Village People still boogying
Every day is Halloween for Village People, according to Alexander Briley. After spending 35 years dressed as "the G.I.", he knows better than anyone.
The disco legends might have released their last album in 1985, but that hasn't stopped them taking hits like Y.M.C.A and In The Navy around the world in the years since, and now they're coming to New Zealand.
Briley, one of the group's two original members, said even after 27 years the crowds still flock to their shows - often taking it upon themselves to dress for the occasion.
"We've always had a cross section of people come see us. People dressed in leather, in police outfits, as cowboys complete with guns. We are glad to see that, to see people have fun.
"We are just like Halloween every day, getting to dress up. Although we don't walk down the street in costume."
The six-piece was the creation of Jacques Morali, a French musical composer who wanted to create a group. He advertised for members using the tag line: "Macho Types Wanted: Must Dance And Have A Moustache".
From there, the rise to the top of the charts was quick - the group's first tour was 56 cities in 64 days.
Three decades on, things have slowed down a little for the six-piece; they played around 70 shows last year. But Briley said they are still able to draw a crowd.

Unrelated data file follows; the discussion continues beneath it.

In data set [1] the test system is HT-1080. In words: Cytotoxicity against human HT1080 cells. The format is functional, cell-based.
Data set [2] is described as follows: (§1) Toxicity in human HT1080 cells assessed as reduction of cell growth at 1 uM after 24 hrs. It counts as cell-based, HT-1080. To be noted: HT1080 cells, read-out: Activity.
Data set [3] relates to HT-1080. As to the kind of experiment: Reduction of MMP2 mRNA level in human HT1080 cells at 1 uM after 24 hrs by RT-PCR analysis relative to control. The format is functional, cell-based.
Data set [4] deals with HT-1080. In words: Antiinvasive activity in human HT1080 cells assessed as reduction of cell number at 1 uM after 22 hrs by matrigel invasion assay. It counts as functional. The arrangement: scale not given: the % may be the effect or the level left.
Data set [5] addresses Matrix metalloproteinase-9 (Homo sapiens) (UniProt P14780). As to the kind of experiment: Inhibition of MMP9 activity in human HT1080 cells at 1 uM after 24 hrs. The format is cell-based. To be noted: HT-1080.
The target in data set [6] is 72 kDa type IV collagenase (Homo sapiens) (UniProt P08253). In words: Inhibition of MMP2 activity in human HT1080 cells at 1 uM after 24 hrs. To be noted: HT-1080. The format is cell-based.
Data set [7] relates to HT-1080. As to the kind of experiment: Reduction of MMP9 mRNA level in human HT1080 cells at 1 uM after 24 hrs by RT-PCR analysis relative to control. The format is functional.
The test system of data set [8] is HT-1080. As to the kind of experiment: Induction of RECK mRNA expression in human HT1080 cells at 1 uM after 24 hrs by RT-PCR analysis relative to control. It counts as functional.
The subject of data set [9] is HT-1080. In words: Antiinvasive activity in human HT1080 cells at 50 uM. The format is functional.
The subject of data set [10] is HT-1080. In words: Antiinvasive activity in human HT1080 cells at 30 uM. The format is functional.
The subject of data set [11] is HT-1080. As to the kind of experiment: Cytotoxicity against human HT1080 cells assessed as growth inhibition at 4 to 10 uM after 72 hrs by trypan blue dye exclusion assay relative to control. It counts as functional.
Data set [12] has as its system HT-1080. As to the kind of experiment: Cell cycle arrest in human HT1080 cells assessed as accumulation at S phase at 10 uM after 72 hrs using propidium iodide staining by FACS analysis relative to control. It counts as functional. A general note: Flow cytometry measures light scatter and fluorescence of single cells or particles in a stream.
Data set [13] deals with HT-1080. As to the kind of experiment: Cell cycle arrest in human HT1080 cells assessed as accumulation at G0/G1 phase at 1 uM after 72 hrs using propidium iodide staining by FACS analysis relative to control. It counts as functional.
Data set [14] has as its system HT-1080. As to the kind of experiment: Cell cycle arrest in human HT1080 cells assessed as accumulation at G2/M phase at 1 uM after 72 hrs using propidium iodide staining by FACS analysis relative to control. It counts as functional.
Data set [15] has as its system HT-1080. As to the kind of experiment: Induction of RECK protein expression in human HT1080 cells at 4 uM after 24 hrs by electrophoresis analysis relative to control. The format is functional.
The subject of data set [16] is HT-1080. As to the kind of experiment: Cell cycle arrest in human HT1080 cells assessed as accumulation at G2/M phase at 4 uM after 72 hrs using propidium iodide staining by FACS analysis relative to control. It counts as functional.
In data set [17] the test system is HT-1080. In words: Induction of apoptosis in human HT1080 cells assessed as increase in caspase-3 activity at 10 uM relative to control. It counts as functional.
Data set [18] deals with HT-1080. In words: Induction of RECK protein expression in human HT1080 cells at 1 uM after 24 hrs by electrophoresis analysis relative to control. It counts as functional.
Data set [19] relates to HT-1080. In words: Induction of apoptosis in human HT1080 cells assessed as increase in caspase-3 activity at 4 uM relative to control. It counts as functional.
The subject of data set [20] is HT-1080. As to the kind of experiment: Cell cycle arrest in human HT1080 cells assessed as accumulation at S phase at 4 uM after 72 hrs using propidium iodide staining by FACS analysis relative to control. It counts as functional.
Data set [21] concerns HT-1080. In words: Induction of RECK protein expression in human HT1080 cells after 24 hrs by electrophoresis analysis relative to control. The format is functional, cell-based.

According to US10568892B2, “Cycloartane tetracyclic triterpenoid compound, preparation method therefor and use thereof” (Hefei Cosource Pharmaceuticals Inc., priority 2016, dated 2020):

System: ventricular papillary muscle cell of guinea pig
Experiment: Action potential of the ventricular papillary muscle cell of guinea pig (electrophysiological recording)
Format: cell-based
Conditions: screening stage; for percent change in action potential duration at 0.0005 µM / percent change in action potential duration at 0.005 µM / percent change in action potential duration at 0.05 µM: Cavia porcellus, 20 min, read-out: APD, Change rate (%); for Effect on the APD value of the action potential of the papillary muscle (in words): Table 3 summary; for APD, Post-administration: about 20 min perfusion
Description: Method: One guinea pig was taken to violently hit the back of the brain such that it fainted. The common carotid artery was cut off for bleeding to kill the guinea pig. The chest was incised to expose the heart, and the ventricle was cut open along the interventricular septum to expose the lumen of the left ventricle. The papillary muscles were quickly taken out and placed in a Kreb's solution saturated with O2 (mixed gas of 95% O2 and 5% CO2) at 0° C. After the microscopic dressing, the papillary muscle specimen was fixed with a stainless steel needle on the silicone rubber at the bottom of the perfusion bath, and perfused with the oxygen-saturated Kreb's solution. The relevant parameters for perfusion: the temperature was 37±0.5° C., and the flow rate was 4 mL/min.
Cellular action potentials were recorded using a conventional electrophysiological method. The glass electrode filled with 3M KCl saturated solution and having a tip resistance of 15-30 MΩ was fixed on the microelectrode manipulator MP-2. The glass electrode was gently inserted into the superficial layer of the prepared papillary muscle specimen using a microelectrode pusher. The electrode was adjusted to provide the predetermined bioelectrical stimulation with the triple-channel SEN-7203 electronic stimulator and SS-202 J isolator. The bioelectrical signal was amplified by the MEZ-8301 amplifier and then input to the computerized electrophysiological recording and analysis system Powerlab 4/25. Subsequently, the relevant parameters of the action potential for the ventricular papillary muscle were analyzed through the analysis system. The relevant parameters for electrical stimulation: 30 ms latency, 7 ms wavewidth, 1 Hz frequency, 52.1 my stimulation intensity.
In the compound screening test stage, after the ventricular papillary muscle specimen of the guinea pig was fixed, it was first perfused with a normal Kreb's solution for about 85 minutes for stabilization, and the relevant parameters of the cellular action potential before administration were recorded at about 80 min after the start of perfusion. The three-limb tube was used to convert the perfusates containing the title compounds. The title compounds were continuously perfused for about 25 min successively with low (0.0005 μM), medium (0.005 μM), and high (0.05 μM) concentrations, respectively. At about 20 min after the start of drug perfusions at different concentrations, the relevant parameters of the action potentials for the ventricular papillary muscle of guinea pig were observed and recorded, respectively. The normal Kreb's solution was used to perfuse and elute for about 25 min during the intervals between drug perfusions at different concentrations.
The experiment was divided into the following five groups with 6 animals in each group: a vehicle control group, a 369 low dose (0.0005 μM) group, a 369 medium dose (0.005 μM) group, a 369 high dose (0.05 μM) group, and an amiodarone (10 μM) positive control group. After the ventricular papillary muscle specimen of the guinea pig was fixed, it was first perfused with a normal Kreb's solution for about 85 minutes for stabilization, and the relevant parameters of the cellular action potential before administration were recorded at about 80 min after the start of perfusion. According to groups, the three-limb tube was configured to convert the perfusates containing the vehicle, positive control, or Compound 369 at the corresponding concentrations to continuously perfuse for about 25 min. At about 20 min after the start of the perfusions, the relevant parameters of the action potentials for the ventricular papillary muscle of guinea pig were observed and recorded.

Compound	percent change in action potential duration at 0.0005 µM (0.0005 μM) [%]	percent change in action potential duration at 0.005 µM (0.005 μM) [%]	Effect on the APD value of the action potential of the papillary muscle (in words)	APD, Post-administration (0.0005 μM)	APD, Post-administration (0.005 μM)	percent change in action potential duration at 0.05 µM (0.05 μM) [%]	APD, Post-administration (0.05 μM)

"It's nice to be able to say that. In this business, which is so youth orientated, with a lot of young, beautiful, wonderful artists out there, but they still want to hear our songs."
The 65-year-old puts the music's longevity down to its versatility.
"They are just energetic and fun songs that you could hear in an aerobics class, the shopping malls, or on the radio sometimes.
"Sometimes we will get on a plane and look at each other and say 'that song sounds awfully familiar' and then you realise it's one of ours."
Of course, Briley said the "anti-disco" movement of the late 1970s did affect the band, but they never really stopped entertaining their audiences, who are getting younger and younger.
"Even when there was that movement of people who didn't like disco, who thought it was over, they had had enough, we still continued to work, people still wanted to hear our music.
"All those people who grew up with us, they are grandmothers and grandfathers now and their grandchildren say to them 'what is this music? Who is this group? Why is there an Indian?' and they listen to the music and they like it."
And Briley can't see the group hanging up their costumes any time soon.
"As long as they want to hear YMCA, as long as there are four or five people, we will definitely try and get out there and do what we can."
FULL TOUR DATES
November 29 - Town Hall, Wellington
November 30 - TSB Stadium, New Plymouth
December 1 - Town Hall, Auckland
December 2 - Ascension Wine Estate, Auckland